Friday, July 1, 2016

Show and Tell: Etched Glass Tumblers

Hi everyone! Miss Abigail here. About a week ago a friend of mine gave me these "etched glass kits" and asked me if I wanted to give it a try (with warnings of "this is acid, so you'll have to be really careful and dextrous.") Judging from the cover of the kits, glass etching looked like one of the coolest and classiest crafts ever!

Fast forward to Wednesday. I opened up the kits to get the party started, and after reading through the instructions and preparing a work space (because protecting the kitchen table is always a good idea, right?) I decided to jump right in. This was going to be awesome!

Isobel was right when she said the etching cream is dangerous. The bottle says that it causes severe burns and damage and may be fatal, and according to ye olde Internet, it is on the same scale as battery acid. How fun. This is why nitrile gloves exist!

So after being warned about the dangers of glass etching cream, I started playing with different designs on the glass tumblers that came in the first kit. I ended up going with a simple double stripe design to start with.

The process of creating your design and taping it onto the glass is pretty easy. You just cut strips of vinyl tape and arrange them how you like on the glass. It's a lot like placing an adhesive stencil - except you're the one creating the stencil with strips of tape. Really, the hardest part is deciding on a design. If you're like me, you can't decide whether to go with this idea or that one. (The etching cream bottle did say "permanent," after all, in bold letters.)

So I decided on a simple newbie design and got to the real work/fun/potential finger-destroying action. I pulled on my nitrile gloves, stirred my bottle of acid cream, and started spreading it over the areas within the tape. It's crazy how similar this is to stenciling. Just think, Abby, years ago you were  a fresh-faced ten-year-old just learning how to paint within the lines. Now you've graduated to using those techniques to make classy tumblers that you can use at dinner parties, or other events that call for fancy glasses.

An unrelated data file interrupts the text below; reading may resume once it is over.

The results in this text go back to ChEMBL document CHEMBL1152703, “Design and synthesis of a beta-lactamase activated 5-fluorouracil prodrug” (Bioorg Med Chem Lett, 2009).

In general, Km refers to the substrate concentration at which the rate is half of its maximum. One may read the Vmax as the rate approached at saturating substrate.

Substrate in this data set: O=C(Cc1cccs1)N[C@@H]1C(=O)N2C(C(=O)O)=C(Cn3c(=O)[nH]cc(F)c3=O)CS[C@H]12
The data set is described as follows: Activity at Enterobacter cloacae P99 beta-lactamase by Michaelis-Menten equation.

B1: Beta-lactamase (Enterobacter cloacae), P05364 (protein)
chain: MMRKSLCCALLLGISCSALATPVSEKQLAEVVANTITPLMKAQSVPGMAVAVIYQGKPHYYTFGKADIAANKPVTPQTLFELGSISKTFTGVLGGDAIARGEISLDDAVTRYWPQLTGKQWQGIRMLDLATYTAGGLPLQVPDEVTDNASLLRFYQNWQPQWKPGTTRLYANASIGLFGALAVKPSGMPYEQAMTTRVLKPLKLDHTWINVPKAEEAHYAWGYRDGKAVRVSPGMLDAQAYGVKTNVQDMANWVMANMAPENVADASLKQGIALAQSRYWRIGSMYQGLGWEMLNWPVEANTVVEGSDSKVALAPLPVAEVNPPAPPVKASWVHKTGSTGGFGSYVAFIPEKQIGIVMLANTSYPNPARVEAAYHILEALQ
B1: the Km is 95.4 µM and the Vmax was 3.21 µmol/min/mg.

So after I finished with the etching cream (fingers still intact so far) I had to let it sit for about five minutes, to allow the acid to do its work. Then it was time to rinse it off, wipe away the stubborn remaining globs, dry it and peel away the tape. Aaaaand....

...Ta-da! It looked great! Now I know how one achieves that "frosted" look on a glass. After I finished the other one I put them together in their own little set.

Then I got started on the other kit, which was a pair of glass flutes in need of classy etching. I tried a much more intricate design on those (shamelessly stolen from the cover of the box, because I really liked that design and my first initial happens to be A.) They turned out really nice too, and I think they'll make great little juice glasses. So I'm pretty pleased with how things turned out, and happy that I tried something new. I think we need to go to Walmart now and get more glasses! This glass etching business is definitely something I could get used to.


  1. They look great. Continue to use some caution, but we have never had an issue with using the cream. You can leave it on longer than 5 minutes to do a more pronounced etch. Clear glass ornaments are fun to etch and glass containers from craft stores like hobby lobby or michaels. A bottle of cream last a long time. You can also use stenciis (the ones with a sticky back) to etch items ~ great for making sets! Have fun! donna

  2. I've played around a little with glass etching and it is really fun. Those look great Abigail!

  3. Those look great! I love the design you did on the glass flutes!

  4. Those are wonderful! Another use is to etch a name or design on the bottom of glass casserole dishes, great for getting your own dish back after a potluck. And of course it makes a really special gift.

  5. Wow! Those are beautiful, Abby, and your commentary makes me want to give it a whirl!


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